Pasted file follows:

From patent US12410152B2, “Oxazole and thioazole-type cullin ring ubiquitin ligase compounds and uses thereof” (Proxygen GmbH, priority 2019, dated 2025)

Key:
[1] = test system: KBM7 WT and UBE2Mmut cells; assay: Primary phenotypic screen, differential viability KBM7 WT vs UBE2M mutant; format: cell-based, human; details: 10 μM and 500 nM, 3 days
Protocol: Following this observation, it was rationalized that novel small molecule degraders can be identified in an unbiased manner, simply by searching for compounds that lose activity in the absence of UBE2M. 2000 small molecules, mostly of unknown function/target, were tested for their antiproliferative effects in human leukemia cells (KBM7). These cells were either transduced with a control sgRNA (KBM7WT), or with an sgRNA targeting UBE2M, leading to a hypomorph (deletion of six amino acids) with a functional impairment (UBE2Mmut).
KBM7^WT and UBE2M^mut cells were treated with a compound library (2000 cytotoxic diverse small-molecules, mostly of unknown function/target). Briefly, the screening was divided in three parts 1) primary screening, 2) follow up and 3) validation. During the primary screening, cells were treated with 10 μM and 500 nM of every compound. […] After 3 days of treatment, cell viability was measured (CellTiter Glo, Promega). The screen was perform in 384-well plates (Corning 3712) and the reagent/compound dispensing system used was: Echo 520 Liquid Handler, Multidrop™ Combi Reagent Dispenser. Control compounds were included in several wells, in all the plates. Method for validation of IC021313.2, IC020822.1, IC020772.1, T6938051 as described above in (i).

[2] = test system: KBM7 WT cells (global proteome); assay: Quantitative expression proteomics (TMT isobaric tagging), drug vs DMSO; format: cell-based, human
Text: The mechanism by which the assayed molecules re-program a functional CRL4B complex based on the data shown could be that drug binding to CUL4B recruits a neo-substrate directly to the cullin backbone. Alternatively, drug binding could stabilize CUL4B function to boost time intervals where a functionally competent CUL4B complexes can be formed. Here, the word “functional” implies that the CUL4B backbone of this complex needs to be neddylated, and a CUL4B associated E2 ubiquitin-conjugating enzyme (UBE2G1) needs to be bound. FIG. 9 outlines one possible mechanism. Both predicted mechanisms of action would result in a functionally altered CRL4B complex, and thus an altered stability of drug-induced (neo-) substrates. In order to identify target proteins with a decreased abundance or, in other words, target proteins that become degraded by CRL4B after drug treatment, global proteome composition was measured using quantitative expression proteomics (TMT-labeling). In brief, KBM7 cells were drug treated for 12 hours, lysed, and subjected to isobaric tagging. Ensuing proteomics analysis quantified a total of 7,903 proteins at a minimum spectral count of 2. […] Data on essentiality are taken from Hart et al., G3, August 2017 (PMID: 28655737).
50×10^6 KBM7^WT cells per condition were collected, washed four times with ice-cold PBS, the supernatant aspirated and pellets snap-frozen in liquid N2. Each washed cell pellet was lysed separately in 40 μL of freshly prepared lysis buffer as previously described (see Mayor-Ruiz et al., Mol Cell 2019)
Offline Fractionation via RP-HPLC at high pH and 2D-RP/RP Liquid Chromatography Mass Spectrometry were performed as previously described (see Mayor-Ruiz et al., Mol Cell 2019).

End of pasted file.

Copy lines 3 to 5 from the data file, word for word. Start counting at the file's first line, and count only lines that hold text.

[1] = test system: KBM7 WT and UBE2Mmut cells; assay: Primary phenotypic screen, differential viability KBM7 WT vs UBE2M mutant; format: cell-based, human; details: 10 μM and 500 nM, 3 days
Protocol: Following this observation, it was rationalized that novel small molecule degraders can be identified in an unbiased manner, simply by searching for compounds that lose activity in the absence of UBE2M. 2000 small molecules, mostly of unknown function/target, were tested for their antiproliferative effects in human leukemia cells (KBM7). These cells were either transduced with a control sgRNA (KBM7WT), or with an sgRNA targeting UBE2M, leading to a hypomorph (deletion of six amino acids) with a functional impairment (UBE2Mmut).
KBM7^WT and UBE2M^mut cells were treated with a compound library (2000 cytotoxic diverse small-molecules, mostly of unknown function/target). Briefly, the screening was divided in three parts 1) primary screening, 2) follow up and 3) validation. During the primary screening, cells were treated with 10 μM and 500 nM of every compound. […] After 3 days of treatment, cell viability was measured (CellTiter Glo, Promega). The screen was perform in 384-well plates (Corning 3712) and the reagent/compound dispensing system used was: Echo 520 Liquid Handler, Multidrop™ Combi Reagent Dispenser. Control compounds were included in several wells, in all the plates. Method for validation of IC021313.2, IC020822.1, IC020772.1, T6938051 as described above in (i).